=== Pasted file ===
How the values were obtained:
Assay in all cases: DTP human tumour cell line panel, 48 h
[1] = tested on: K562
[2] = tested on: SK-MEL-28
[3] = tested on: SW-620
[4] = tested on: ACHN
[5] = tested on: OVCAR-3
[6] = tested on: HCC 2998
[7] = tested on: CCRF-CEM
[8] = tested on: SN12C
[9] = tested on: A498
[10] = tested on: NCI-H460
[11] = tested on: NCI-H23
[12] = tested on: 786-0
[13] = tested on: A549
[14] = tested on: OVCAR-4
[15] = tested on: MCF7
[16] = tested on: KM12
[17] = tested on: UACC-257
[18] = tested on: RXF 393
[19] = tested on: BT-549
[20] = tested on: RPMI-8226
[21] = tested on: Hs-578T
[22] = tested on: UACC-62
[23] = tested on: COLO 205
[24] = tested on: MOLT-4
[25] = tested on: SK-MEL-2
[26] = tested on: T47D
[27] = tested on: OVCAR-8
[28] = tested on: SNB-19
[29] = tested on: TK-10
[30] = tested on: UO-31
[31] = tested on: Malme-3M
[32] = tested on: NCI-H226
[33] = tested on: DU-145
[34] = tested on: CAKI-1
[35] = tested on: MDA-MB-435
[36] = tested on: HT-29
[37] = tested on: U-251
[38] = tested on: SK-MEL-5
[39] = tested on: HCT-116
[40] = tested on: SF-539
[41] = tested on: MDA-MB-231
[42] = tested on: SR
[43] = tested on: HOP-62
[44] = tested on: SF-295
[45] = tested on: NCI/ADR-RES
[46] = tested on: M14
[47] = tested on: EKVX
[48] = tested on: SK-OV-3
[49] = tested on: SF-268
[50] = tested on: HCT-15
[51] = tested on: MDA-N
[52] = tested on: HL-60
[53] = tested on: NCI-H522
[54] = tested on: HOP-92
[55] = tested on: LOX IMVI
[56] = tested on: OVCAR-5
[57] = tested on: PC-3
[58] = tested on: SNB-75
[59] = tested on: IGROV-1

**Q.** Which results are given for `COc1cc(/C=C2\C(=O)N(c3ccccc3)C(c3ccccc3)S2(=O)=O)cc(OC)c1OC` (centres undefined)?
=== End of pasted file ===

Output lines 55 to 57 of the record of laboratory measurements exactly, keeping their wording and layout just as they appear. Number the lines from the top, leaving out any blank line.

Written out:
[53] = tested on: NCI-H522
[54] = tested on: HOP-92
[55] = tested on: LOX IMVI